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Politan Calls on Shareholders to Elect Independent Oversight to Masimo’s Board

Sends Letter to Masimo Shareholders and Files Definitive Proxy Materials

Encourages Shareholders to Help Fix Masimo’s Broken Corporate Governance by Voting for Politan Nominees Michelle Brennan and Quentin Koffey on the BLUE Card

Visit for Additional Information

Politan Capital Management (together with its affiliates, “Politan”), a 9% shareholder of Masimo Corporation (“Masimo” or the “Company”) (NASDAQ: MASI), today sent a letter to the Company’s shareholders outlining why independent oversight and greater accountability is urgently needed on the Masimo Board. Politan also filed definitive proxy materials in connection with Masimo’s Annual Meeting of Stockholders (the “Annual Meeting”), which is currently scheduled for June 26, 2023. Shareholders can support change by voting for Politan’s two ideally qualified nominees – Michelle Brennan and Quentin Koffey – for election to the Company’s Board.

This press release features multimedia. View the full release here:

Figure 1 (Graphic: Business Wire)

Figure 1 (Graphic: Business Wire)

For more information, shareholders can visit: The full text of the letter is below:

Dear Fellow Masimo Shareholders,

Politan owns 9% of Masimo – an approximately $800 million investment that makes us one of the Company’s largest shareholders. We believe Masimo has tremendous potential. However, change is needed to fix its broken corporate governance that has resulted in a deeply discounted valuation and an inability to profitably innovate and grow. This is why we have nominated two ideally qualified individuals to the Board, Michelle Brennan and Quentin Koffey. Our nominees have the skills, experience and shareholder alignment to help refresh Masimo’s governance, bring discipline to its capital allocation and refocus its strategy.

Despite our continual efforts over the past year to work privately and constructively with the Company, Masimo’s Board has demonstrated zero interest in good faith discussions. Instead, it has taken a hostile approach to our engagement by adopting widely criticized bylaws, aggressively using litigation in an attempt to force us to disclose commercially sensitive information and trying to identify and pressure Politan’s own investors.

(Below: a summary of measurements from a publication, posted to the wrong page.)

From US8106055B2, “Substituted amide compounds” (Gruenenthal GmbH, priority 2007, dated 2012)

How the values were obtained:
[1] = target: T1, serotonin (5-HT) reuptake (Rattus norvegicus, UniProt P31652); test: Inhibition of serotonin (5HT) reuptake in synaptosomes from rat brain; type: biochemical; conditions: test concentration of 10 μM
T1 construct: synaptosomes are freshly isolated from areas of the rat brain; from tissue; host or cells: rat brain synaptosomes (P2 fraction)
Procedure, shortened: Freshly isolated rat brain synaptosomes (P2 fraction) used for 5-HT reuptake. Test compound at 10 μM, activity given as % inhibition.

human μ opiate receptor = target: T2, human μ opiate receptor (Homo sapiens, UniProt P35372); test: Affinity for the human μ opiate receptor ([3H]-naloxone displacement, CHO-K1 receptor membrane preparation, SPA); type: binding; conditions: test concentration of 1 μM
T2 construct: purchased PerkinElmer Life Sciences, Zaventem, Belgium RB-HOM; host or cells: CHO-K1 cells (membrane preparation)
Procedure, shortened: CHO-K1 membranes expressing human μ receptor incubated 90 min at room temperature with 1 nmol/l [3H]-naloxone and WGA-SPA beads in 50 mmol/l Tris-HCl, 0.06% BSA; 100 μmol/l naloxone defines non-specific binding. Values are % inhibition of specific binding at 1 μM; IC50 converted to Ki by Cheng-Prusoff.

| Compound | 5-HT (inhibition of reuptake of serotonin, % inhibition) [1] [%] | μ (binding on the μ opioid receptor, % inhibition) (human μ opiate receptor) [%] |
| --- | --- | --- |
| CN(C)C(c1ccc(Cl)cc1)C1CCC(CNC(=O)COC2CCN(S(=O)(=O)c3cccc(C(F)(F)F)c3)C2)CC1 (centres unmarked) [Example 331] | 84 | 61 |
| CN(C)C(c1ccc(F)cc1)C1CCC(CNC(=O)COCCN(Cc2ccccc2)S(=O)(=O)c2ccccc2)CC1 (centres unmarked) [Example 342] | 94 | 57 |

While these actions violate norms of behavior for public companies, they are entirely consistent with Masimo’s long record of poor governance. As a result, the only option left open to us is to bring our concerns directly to shareholders. This is why we are writing to you now.

Fundamentally, what this upcoming vote is about is simple: fixing the prolonged and deliberate refusal by Masimo’s Board to properly oversee management. Consider the following:

  • Masimo’s unprecedented collapse in value reveals a crisis of confidence. Declining by five times the purchase price, Masimo’s $5 billion drop in market value following the Sound United acquisition was not simply about the transaction. Rather, it revealed shareholders' concern that no Board oversight exists to stop future value destruction.
  • Undisciplined capital allocation and an unfocused strategy have gone unchecked and severely depress valuation. Masimo’s efforts to enter adjacent markets have missed every target by over 50% and caused the Company to miss company-wide cash flow targets by 55% and ROIC to decline by 30%. Yet, management is only accelerating its investments into adjacent markets without any sign of fixing its flawed process. The result is that Masimo’s stock price has significantly underperformed any relevant set of peers over any relevant time period.